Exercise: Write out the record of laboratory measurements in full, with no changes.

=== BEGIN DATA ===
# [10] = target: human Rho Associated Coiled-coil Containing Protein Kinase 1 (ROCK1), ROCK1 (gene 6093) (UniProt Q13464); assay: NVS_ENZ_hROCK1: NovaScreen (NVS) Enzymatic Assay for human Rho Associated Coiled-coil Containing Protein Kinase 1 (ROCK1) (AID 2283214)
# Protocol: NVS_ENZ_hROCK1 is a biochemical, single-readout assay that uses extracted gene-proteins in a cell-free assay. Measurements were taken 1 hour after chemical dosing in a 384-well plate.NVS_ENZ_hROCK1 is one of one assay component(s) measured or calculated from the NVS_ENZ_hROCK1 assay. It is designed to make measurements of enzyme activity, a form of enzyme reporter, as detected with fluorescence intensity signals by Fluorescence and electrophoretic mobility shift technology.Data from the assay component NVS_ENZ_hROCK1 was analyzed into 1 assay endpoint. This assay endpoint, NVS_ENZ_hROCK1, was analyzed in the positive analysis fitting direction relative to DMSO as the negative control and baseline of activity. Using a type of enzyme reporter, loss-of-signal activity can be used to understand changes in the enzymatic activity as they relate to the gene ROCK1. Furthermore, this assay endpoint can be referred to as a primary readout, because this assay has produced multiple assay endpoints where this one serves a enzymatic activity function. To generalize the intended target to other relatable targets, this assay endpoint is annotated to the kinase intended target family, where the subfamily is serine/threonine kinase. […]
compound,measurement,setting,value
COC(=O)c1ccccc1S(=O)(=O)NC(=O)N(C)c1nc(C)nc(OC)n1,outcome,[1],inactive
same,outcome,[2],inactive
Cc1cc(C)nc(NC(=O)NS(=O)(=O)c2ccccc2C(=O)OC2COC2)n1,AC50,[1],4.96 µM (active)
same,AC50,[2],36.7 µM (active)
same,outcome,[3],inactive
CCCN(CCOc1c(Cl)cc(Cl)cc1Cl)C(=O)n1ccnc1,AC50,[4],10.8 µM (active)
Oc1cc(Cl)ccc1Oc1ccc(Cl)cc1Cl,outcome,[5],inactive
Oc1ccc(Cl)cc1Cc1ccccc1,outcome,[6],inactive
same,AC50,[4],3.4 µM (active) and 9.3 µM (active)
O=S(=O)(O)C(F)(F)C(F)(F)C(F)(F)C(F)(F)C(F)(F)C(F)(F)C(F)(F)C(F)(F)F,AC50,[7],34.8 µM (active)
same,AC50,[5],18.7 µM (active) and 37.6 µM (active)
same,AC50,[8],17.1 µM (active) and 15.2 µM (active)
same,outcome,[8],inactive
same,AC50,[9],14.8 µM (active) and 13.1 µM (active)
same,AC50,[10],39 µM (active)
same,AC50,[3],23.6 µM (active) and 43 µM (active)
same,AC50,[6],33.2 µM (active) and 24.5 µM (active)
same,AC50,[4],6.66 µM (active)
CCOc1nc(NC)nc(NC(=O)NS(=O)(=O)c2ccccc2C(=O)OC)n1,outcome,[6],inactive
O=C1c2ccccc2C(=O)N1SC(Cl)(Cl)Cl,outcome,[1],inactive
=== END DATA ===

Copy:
# [10] = target: human Rho Associated Coiled-coil Containing Protein Kinase 1 (ROCK1), ROCK1 (gene 6093) (UniProt Q13464); assay: NVS_ENZ_hROCK1: NovaScreen (NVS) Enzymatic Assay for human Rho Associated Coiled-coil Containing Protein Kinase 1 (ROCK1) (AID 2283214)
# Protocol: NVS_ENZ_hROCK1 is a biochemical, single-readout assay that uses extracted gene-proteins in a cell-free assay. Measurements were taken 1 hour after chemical dosing in a 384-well plate.NVS_ENZ_hROCK1 is one of one assay component(s) measured or calculated from the NVS_ENZ_hROCK1 assay. It is designed to make measurements of enzyme activity, a form of enzyme reporter, as detected with fluorescence intensity signals by Fluorescence and electrophoretic mobility shift technology.Data from the assay component NVS_ENZ_hROCK1 was analyzed into 1 assay endpoint. This assay endpoint, NVS_ENZ_hROCK1, was analyzed in the positive analysis fitting direction relative to DMSO as the negative control and baseline of activity. Using a type of enzyme reporter, loss-of-signal activity can be used to understand changes in the enzymatic activity as they relate to the gene ROCK1. Furthermore, this assay endpoint can be referred to as a primary readout, because this assay has produced multiple assay endpoints where this one serves a enzymatic activity function. To generalize the intended target to other relatable targets, this assay endpoint is annotated to the kinase intended target family, where the subfamily is serine/threonine kinase. […]
compound,measurement,setting,value
COC(=O)c1ccccc1S(=O)(=O)NC(=O)N(C)c1nc(C)nc(OC)n1,outcome,[1],inactive
same,outcome,[2],inactive
Cc1cc(C)nc(NC(=O)NS(=O)(=O)c2ccccc2C(=O)OC2COC2)n1,AC50,[1],4.96 µM (active)
same,AC50,[2],36.7 µM (active)
same,outcome,[3],inactive
CCCN(CCOc1c(Cl)cc(Cl)cc1Cl)C(=O)n1ccnc1,AC50,[4],10.8 µM (active)
Oc1cc(Cl)ccc1Oc1ccc(Cl)cc1Cl,outcome,[5],inactive
Oc1ccc(Cl)cc1Cc1ccccc1,outcome,[6],inactive
same,AC50,[4],3.4 µM (active) and 9.3 µM (active)
O=S(=O)(O)C(F)(F)C(F)(F)C(F)(F)C(F)(F)C(F)(F)C(F)(F)C(F)(F)C(F)(F)F,AC50,[7],34.8 µM (active)
same,AC50,[5],18.7 µM (active) and 37.6 µM (active)
same,AC50,[8],17.1 µM (active) and 15.2 µM (active)
same,outcome,[8],inactive
same,AC50,[9],14.8 µM (active) and 13.1 µM (active)
same,AC50,[10],39 µM (active)
same,AC50,[3],23.6 µM (active) and 43 µM (active)
same,AC50,[6],33.2 µM (active) and 24.5 µM (active)
same,AC50,[4],6.66 µM (active)
CCOc1nc(NC)nc(NC(=O)NS(=O)(=O)c2ccccc2C(=O)OC)n1,outcome,[6],inactive
O=C1c2ccccc2C(=O)N1SC(Cl)(Cl)Cl,outcome,[1],inactive